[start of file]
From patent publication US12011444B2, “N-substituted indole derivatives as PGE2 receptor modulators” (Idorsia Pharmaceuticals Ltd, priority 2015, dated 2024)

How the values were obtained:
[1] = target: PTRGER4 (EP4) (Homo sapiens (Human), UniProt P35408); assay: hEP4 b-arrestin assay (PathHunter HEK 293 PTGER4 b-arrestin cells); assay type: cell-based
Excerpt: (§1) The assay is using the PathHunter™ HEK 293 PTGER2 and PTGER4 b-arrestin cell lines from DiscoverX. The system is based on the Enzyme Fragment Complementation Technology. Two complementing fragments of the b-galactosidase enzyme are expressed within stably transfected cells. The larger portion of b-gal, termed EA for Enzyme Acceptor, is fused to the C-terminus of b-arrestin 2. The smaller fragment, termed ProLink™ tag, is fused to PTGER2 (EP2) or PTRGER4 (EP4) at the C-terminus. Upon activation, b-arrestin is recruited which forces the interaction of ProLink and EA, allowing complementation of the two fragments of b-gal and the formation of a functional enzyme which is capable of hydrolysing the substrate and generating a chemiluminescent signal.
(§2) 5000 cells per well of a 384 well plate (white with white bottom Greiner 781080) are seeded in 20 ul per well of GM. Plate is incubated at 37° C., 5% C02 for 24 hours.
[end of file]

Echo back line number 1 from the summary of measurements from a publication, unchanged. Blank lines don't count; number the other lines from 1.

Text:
From patent publication US12011444B2, “N-substituted indole derivatives as PGE2 receptor modulators” (Idorsia Pharmaceuticals Ltd, priority 2015, dated 2024)